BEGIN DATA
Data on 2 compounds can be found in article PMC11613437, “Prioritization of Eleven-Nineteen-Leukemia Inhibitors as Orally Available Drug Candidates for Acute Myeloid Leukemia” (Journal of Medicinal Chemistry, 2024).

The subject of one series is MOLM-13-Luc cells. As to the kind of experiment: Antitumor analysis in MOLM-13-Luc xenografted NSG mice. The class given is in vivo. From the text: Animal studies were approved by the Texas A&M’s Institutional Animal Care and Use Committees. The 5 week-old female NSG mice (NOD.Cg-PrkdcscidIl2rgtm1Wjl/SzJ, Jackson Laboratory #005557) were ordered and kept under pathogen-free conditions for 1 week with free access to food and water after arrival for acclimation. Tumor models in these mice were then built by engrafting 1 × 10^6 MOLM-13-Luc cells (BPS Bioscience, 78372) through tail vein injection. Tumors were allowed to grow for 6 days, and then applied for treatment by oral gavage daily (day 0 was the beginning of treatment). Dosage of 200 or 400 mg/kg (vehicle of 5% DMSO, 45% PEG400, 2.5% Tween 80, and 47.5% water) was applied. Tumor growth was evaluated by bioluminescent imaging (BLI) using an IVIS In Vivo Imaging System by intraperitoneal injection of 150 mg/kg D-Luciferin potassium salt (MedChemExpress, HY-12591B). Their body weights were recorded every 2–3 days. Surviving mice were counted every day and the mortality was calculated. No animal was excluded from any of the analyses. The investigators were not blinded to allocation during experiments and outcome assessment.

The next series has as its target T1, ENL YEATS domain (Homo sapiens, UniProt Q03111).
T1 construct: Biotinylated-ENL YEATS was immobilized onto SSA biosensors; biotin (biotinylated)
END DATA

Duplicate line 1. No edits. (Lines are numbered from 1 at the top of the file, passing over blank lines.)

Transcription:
Data on 2 compounds can be found in article PMC11613437, “Prioritization of Eleven-Nineteen-Leukemia Inhibitors as Orally Available Drug Candidates for Acute Myeloid Leukemia” (Journal of Medicinal Chemistry, 2024).